CES 2020: NextMind’s Brain Tech Is Stunning, But What About Privacy?
Non-invasive neurotechnology is one of the tech world’s latest new frontiers. Leading the charge is NextMind, a start-up that’s created a device that allows wearers to control their digital lives by using nothing more than their thoughts.
The device picked up two CES awards at the start of the week (Best of Innovation in Augmented and Virtual Reality and Honoree status in Wearable Technologies), so we thought we’d go and see what all the fuss was about.
This technology breakthrough represents the next frontier of human-computer interaction and we are truly humbled to be here today introducing NextMind to the world. For those who have said it would never be possible with non-invasive technology to communicate intent and implement actions directly from our brain to the world around us, it’s time to believe. This is real, and the possibilities are truly endless.
The gadget itself is a small, rounded device that you can affix to a cap or headband. It reads the electrical neuron signals generated by your brain’s visual cortex and then feeds them all through a machine-learning algorithm to create a digital output.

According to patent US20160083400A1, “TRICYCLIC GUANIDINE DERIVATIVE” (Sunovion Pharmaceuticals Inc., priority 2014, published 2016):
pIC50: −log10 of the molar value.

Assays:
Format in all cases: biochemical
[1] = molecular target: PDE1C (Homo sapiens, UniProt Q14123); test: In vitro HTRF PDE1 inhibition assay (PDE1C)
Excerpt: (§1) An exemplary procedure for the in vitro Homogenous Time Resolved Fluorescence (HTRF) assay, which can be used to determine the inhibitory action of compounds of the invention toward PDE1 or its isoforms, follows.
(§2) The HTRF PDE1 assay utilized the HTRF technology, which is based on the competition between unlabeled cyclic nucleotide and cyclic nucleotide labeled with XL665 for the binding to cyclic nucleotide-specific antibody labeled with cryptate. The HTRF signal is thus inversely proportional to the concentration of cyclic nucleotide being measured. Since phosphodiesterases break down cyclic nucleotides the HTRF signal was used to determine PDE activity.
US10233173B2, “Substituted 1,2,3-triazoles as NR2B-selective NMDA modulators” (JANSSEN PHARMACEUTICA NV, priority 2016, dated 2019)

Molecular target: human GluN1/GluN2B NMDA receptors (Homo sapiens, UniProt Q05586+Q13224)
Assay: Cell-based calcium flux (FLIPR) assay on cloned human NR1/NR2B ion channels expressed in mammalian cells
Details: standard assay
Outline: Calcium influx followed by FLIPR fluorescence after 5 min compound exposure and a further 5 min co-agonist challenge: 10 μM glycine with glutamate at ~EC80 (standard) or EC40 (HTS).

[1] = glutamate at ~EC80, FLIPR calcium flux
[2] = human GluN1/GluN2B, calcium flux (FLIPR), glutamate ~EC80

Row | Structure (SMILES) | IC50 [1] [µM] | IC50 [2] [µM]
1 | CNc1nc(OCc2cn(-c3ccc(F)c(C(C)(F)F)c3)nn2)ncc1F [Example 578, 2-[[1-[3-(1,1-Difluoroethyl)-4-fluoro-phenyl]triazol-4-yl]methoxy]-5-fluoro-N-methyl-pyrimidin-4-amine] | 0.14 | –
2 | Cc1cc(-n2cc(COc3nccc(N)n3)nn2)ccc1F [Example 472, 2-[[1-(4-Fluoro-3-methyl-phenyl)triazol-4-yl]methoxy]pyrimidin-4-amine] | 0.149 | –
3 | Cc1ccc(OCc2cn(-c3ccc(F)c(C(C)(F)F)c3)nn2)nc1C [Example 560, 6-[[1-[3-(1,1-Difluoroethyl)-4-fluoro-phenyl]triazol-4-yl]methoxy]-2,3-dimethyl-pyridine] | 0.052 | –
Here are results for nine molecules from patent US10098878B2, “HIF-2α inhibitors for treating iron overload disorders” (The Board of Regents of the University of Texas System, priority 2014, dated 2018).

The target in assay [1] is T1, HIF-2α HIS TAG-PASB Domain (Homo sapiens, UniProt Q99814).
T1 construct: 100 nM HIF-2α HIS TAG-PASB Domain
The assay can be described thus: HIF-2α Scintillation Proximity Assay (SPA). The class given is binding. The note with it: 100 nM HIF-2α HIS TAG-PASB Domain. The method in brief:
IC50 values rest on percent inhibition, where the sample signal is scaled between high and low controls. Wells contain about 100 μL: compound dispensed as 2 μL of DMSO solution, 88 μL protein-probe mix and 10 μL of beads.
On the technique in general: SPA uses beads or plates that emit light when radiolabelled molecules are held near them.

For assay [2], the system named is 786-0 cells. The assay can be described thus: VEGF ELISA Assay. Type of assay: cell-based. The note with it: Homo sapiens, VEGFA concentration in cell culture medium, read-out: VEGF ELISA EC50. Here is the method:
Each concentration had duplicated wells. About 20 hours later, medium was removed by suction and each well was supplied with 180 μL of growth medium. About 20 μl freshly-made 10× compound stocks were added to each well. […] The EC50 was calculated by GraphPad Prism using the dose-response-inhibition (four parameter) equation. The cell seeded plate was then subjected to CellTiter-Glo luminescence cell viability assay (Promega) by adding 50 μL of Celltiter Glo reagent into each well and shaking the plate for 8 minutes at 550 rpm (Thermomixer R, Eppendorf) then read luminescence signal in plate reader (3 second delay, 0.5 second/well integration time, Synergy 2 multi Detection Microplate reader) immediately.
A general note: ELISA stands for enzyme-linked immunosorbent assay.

We were fortunate enough to be able to test the device on the show floor. Once you understand the way you need to focus your mind on the action you want to perform, it is surprisingly easy to use. We were able to flick through TV challenges, enter a PIN code, and even play a basic game with the power of your mind.
There’s no denying that the tech is impressive; it’s easy to imagine a world in which brain-sensing wearables become increasingly essential to the way we interact with the world around us. Privacy fanatics, however, might be less impressed. If you already have concerns with devices like Amazon Alexa or 23andMe—which can “read” your body in some way—the idea that a device is capable of understanding your very thoughts is enough to make you go an hide in a cave for the rest of your life.
NextMind will start shipping developer kits in the first half of 2020. Let us know whether you’d consider using a device like this in the comments below.